Cyprus Chronicles

Date Posted:5 February 2018 

Cyprus Chronicles

Travelling: the bug that you never want to end. I’ve been fortunate to travel a lot, from my days as a kid living in Europe and my life in the British army, I really have been to a few places. One of the places I still love going to is Cyprus. My parents retired there from the UK back in the early 1990’s so it’s become a place I class as home, second only to Australia.

This small island, sitting at the bottom of the Mediterranean, is more middle-eastern than European in many ways and has certainly seen its fair share of change over the years. Cyprus isn’t big – it’s smaller than Tasmania and only a few hours across by car. The island is divided in two, half owned by Cypriots and the other by Turks.  These days, you can land on either side and travel freely across the borders. The island has a large mountain range (Troodos) running down the middle which pretty much separates the two parties.


It really is one of those places you fall in love with, thanks to its amazing weather pretty much all year round, historic sights, great hospitality and brilliant local food and drink. In most places, the locals speak English and drive on the same side of the road as Brits and Australians. It really does have a lot to offer. For me, when I’m not chilling out with family, doing the odd bit of sight-seeing or spending time at the beach, I get to ride my bike in amazing conditions and scenery.

My Father lives in Paphos, which is located at the bottom end of the island and surrounded by archaeological sites along the coast. From Paphos, you can get any type of ride: flat, like a beach road in Melbourne, or hilly, like Mount Hotham and the alpine district. Cyprus’s tallest mountain is 2,000 meters high so it can be snow-capped on the peak while it’s 40 degrees at the beach below. The ridge line behind Paphos rises quickly to around 800 meters so it’s easy to get some climbing in straight after breakfast, if that takes your fancy, or you can ride to the top of the ridge line taking in the amazing coastal views or the Troodos mountain range behind. The other great thing about riding around the hills, villages and valleys behind Pathos, is the quiet roads. The joy of being able to ride your bike without worrying about traffic is a welcome change and a far cry from people trying to run you off the road like back home in Melbourne.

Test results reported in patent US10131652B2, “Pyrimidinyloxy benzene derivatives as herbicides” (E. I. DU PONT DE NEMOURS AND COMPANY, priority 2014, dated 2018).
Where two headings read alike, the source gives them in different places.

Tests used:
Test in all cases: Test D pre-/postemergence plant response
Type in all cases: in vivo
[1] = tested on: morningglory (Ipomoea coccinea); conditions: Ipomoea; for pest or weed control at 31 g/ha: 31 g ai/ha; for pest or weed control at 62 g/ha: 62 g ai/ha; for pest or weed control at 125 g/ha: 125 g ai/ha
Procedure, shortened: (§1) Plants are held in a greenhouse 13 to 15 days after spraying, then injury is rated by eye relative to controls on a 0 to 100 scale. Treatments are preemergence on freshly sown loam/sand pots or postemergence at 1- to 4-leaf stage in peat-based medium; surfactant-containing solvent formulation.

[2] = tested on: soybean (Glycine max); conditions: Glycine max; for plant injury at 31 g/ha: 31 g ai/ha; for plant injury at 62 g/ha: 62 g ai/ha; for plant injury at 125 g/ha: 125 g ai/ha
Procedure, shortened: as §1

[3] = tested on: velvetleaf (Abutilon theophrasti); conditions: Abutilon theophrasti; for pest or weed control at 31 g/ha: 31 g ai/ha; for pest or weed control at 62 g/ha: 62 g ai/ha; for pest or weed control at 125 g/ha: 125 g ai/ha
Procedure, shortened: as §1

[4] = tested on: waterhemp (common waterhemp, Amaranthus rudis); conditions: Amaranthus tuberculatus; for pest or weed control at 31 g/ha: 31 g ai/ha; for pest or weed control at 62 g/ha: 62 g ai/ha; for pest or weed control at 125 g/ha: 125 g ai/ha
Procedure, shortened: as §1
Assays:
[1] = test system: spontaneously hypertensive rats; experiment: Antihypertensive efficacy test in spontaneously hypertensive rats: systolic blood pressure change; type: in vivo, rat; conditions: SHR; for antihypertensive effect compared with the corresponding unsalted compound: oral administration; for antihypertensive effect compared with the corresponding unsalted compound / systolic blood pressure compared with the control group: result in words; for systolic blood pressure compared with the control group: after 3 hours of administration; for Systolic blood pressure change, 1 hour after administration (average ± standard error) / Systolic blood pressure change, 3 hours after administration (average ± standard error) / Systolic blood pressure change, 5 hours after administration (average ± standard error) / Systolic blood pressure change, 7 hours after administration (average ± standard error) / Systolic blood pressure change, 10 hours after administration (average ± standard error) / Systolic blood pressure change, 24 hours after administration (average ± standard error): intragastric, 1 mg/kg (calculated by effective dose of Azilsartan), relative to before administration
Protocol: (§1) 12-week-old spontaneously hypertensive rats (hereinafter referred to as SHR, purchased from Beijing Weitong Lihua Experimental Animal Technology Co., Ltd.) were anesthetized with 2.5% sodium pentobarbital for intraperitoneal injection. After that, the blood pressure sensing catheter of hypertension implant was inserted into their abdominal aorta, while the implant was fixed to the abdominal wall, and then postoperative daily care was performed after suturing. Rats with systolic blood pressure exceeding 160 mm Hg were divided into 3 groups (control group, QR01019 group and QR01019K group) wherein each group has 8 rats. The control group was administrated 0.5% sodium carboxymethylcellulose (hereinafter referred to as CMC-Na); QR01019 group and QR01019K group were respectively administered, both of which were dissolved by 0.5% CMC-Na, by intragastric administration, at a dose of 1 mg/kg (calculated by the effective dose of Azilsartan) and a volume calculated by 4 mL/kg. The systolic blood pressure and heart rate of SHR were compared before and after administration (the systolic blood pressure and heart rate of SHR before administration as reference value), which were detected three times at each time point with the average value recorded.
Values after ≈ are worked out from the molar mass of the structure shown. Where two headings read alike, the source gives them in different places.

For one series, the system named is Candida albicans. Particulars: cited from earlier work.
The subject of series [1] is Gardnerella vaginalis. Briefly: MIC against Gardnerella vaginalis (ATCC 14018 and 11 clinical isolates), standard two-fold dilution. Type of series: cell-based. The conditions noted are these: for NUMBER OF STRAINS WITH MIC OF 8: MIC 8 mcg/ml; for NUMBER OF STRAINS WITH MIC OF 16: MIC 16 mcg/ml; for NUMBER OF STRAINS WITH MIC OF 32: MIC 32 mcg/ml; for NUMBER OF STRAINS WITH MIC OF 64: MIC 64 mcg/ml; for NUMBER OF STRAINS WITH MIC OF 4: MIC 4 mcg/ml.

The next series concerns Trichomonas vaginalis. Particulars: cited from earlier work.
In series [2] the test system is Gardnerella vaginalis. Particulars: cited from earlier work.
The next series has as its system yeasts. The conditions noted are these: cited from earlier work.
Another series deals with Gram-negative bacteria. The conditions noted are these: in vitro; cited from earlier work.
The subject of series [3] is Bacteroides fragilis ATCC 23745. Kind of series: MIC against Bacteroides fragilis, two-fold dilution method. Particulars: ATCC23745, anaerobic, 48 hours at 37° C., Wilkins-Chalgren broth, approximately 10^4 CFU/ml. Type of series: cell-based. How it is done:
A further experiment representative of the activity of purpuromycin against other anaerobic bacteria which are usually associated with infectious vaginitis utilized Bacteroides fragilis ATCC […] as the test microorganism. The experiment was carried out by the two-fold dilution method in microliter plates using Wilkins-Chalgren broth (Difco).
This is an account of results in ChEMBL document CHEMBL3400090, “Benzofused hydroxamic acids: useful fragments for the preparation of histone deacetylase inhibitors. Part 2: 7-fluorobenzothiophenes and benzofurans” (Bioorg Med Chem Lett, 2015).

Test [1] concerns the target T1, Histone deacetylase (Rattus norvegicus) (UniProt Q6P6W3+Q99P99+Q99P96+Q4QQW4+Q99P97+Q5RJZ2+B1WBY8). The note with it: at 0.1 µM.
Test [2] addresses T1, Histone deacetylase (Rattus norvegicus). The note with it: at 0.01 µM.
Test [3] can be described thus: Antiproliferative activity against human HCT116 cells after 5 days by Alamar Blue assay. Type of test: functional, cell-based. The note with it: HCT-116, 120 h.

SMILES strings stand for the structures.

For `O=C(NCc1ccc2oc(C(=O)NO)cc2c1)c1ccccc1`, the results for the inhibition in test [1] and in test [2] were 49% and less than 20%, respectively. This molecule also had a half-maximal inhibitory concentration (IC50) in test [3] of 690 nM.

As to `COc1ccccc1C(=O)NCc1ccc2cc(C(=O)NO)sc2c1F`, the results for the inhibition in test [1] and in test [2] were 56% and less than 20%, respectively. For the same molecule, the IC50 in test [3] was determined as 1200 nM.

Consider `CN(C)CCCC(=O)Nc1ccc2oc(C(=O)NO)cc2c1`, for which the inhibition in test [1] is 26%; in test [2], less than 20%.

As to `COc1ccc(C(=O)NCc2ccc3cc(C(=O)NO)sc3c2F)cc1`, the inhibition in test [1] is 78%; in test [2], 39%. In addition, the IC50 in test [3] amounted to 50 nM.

It’s also a nice change to be able to stop when you come across some historical sight, take a few pictures, talk to locals in their traditional village coffee shops, and see things with your own eyes. You get a much better understanding of traditions and village practices that haven’t really changed much in hundreds of years. It’s also great to see the locals taking a genuine interest in what you’re doing in the middle of nowhere and where you’re from.


I’m a big believer in making the most of opportunities in life and holidays are no different. It’s a bit of a delicate balance - family, socialising, fun, warm weather, beach, sightseeing and plenty of riding whenever possible -  but going places on a bike you wouldn’t normally venture in a car is pretty cool. It really is a great way to see things while working off all the food and drink from the previous night’s socialising with family and friends.

Happy next holiday! If you get the chance, take your bike…NEVERSTOP


Dean Clark

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